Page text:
"You never wanted to live through such times. I didn’t either. My own mindset two years ago was essentially that of a Victorian intellectual. I believed that we mostly had life figured out, mostly had unity on the basic principles of life. We should protect liberty through law. Government should be frugal or at least have plans in place to pay for what it spends. That peace is better than war. That the military is brutal and should be deployed sparingly and never against masses of the domestic population.
Yes, sure there were bad things going on, and plenty of messes out and about. But generally, innovation was keeping up, stocks were rising, inflation was mostly flat or tolerable, war was in the process of being discredited and health care and inflation could be reformed in a way that was market oriented.
Taxes could even be cut more, provided the right people controlled the Congress. There were crazy ideological groups on the loose - left and right - but they were far from being mainstream, much less a threat. In other words, I believed that things could only get better, maybe not right away, but over time.
The darkness fell in March 2020. We had no idea (at least I did not) that the foundations of civilization itself had cracked. The ceiling too. Both collapsed at the same time. What that month revealed to us - and the subsequent 19 months further underscored - is that we were far worse off culturally and intellectually than I ever knew.
I talk to people all the time who still think that we can get through this without paying a heavy price. It’s nonsense. You can move to a red state. You can save your money. You can disappear from social media. You can stock up on essentials. All of those are worthy ideas. But there will be no one who will be safe from the coming storms.
The Insane Spending: Congress has been on a wild spending spree ever since those days, simply because they could. It was this binge that allowed the insanity at the state level to continue on and on. Essentially, Congress paid for the country to destroy itself.
I will illustrate the astonishing shock of what happened with a chart that, for some odd reason, I’ve never seen printed in the mainstream press. It shows total public debt as a percentage of GDP.
Here is another way to look at the same problem. This chart shows the percentage increase in federal government spending. What has happened in the last two years makes every administration we’ve ever had look like a pillar of frugality.
This is not an illusion. It represents the grim reality. The world as we know it was blown up. This is all reality: This debt will need to be paid. I can count a number of ways:
1. Inflation. This is already in double digits among producer prices. Next month’s consumer price index is going to come as a shock. Except that it will be reported with as much calm nothingness as possible, so that the natives won’t get restless.
This inflation itself will be underreported simply because we have a nation full of empty shelves. Everywhere. On random things. I was poking around some stores last night and observed that there were rows and rows of empty shelves in the store. This is nuts. Stores fight for shelf space. They keep as much inventory out as possible. Now they are moving shelves around to disguise the lack of goods.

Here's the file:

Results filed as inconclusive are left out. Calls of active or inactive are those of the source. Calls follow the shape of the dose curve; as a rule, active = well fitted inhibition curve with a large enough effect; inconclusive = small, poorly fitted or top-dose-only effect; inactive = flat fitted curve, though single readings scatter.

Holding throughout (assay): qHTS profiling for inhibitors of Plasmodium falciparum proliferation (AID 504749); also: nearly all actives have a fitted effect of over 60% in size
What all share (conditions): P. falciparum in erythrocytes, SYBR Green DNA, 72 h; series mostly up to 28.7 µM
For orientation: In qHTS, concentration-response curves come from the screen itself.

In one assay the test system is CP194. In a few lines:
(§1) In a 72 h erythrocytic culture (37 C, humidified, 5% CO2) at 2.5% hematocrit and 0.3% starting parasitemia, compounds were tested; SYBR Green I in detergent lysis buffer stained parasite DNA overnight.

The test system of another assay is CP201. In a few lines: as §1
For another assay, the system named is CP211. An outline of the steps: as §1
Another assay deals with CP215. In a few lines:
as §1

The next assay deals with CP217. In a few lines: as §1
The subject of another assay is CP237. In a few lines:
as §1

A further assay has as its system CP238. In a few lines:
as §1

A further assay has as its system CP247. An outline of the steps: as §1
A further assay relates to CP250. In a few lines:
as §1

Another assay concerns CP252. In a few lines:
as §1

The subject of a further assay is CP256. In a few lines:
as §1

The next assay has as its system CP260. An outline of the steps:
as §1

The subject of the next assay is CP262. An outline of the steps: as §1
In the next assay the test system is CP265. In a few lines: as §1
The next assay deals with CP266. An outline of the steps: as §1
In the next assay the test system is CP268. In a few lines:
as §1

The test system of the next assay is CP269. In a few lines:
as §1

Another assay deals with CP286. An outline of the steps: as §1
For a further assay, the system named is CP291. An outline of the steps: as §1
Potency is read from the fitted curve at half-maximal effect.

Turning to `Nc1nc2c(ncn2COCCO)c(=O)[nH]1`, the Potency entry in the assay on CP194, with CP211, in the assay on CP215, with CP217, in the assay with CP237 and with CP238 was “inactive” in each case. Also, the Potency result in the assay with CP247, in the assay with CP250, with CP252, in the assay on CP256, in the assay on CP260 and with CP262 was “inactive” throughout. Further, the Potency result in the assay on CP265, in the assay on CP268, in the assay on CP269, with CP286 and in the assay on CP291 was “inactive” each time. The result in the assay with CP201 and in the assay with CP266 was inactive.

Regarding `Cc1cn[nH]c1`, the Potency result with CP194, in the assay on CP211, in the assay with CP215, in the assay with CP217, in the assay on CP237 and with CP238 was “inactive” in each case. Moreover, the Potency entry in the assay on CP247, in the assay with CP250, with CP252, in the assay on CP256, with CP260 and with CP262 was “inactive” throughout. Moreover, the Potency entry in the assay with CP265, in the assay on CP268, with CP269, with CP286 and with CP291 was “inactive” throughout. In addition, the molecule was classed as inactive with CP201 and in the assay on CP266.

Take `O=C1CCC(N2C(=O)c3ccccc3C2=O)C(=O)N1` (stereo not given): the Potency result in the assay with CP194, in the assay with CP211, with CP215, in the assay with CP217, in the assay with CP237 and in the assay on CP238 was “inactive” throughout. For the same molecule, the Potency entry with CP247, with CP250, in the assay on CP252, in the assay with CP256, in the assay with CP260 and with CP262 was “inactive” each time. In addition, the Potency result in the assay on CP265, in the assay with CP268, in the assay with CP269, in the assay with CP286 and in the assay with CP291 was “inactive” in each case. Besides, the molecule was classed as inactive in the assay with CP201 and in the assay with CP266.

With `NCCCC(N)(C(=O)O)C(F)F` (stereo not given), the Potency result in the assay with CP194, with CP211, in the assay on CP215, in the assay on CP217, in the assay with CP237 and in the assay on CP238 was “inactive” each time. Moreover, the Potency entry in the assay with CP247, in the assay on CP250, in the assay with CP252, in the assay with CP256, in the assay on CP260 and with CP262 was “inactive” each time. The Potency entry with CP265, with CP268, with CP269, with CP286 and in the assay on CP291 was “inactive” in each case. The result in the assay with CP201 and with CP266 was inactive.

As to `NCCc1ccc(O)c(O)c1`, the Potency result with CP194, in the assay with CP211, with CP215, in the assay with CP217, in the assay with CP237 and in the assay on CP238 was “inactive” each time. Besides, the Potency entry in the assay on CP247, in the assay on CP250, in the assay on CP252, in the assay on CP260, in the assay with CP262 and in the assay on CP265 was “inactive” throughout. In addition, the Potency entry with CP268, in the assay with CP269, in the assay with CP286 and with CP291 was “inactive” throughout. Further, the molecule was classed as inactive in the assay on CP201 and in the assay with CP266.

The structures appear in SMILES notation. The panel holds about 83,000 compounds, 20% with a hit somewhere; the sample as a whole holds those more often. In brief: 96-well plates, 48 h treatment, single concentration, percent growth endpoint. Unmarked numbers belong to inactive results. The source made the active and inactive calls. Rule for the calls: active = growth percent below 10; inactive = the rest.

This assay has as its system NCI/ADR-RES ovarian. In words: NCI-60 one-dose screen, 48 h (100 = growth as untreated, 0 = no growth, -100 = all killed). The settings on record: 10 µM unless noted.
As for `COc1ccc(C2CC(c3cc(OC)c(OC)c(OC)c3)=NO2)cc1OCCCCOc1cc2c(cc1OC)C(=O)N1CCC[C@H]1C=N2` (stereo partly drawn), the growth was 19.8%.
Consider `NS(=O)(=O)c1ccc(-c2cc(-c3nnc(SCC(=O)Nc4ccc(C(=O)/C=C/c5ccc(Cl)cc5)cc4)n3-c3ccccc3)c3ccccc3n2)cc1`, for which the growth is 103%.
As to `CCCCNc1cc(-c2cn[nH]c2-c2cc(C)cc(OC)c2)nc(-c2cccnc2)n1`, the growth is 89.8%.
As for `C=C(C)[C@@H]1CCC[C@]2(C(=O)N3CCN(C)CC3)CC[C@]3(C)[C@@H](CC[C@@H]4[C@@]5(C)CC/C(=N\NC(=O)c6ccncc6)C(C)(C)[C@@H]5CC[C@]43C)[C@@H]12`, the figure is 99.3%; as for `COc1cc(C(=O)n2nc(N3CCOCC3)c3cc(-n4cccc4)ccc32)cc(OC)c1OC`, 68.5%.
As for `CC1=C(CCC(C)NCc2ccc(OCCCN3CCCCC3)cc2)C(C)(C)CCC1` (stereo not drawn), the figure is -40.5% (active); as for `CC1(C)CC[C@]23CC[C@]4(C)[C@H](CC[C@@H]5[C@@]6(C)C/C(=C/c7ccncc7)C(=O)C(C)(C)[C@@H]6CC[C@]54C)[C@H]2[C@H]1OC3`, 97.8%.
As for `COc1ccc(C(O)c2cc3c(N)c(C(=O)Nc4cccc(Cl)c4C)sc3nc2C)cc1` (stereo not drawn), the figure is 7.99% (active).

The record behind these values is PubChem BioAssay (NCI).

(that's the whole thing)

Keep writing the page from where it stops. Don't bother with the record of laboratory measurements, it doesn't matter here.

The rationing is already here with liquor and random goods in stores, but the Biden administration won’t hesitate to impose it on a broader class of goods as we approach year’s end.
The Fed right now is toying around with the idea of restricting inflationary monetary policies, possibly raising rates and curbing its debt purchases. Jerome Powell is making ever louder noises as a warning to Wall Street that the party could be ending soon. You know why markets have stopped listening to him? Because they do not believe him. They know that he will not do this because the damage is too deep and wide. For the Fed to end its policies would cause rates to soar, lending to collapse and the economy to tumble into a depression like we’ve never seen before.
Therefore the chairman of the Fed is, for now, about as influential for current markets and policies as the pumpkin I will soon carve for All Hallows’ Eve. He has one job right now and he knows it: keep this illusion alive as long as possible. When the chaos finally happens, his plan is to stay out of the way.
2. Taxation is the second way to pay. The IRS will certainly be monitoring more money coming and going from your bank account. The protests against the idea are feeble and temporary. This will happen within the year. Will it work at raising revenue? I doubt it. It will however be used as another tool for targeting regime enemies. This power will reveal everyone as a viable subject for a tax audit. They can continue for years and drive people to despair and suicide. They usually cost more than they raise.
What about taxing the billionaires? Even if that works, and it will not because there is a reason these people are billionaires (they are smart), it would only pay the debt of a few days. When the total productivity of a nation falls below the accumulated debt that a nation owes, you are technically in default. Speaking of which:
3. Find new markets for the new debt. Five years ago, there were markets for U.S. debt all over the world and they were expanded. But in the meantime, the U.S. gave up its world leadership position. It encouraged a decoupling from trade, the destruction of supply chains, the ruination of traditional trade partnerships and the disintegration of decades of policies that promoted global integration. Now the U.S. finds itself in a strange position of being nearly alone, while China and the entire region develops new trade strategies and policies. At this stage, default might be the wisest move. Sure, that would ruin the U.S. as a credit risk for a generation. But that might happen in any case.